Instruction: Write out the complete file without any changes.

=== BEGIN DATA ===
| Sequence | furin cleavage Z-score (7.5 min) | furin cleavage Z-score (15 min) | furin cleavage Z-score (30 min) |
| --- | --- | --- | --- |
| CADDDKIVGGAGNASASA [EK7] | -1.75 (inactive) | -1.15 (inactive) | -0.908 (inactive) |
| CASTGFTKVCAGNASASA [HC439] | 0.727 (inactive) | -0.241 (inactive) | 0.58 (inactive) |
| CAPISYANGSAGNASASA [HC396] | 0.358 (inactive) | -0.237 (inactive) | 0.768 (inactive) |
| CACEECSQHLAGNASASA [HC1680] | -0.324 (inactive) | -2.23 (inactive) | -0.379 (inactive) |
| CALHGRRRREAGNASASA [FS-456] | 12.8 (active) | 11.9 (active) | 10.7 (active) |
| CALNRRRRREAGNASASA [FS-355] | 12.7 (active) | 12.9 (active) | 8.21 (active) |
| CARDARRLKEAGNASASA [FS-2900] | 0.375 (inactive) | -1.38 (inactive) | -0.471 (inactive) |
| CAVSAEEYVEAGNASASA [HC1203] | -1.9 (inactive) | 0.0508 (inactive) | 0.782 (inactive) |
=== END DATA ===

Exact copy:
| Sequence | furin cleavage Z-score (7.5 min) | furin cleavage Z-score (15 min) | furin cleavage Z-score (30 min) |
| --- | --- | --- | --- |
| CADDDKIVGGAGNASASA [EK7] | -1.75 (inactive) | -1.15 (inactive) | -0.908 (inactive) |
| CASTGFTKVCAGNASASA [HC439] | 0.727 (inactive) | -0.241 (inactive) | 0.58 (inactive) |
| CAPISYANGSAGNASASA [HC396] | 0.358 (inactive) | -0.237 (inactive) | 0.768 (inactive) |
| CACEECSQHLAGNASASA [HC1680] | -0.324 (inactive) | -2.23 (inactive) | -0.379 (inactive) |
| CALHGRRRREAGNASASA [FS-456] | 12.8 (active) | 11.9 (active) | 10.7 (active) |
| CALNRRRRREAGNASASA [FS-355] | 12.7 (active) | 12.9 (active) | 8.21 (active) |
| CARDARRLKEAGNASASA [FS-2900] | 0.375 (inactive) | -1.38 (inactive) | -0.471 (inactive) |
| CAVSAEEYVEAGNASASA [HC1203] | -1.9 (inactive) | 0.0508 (inactive) | 0.782 (inactive) |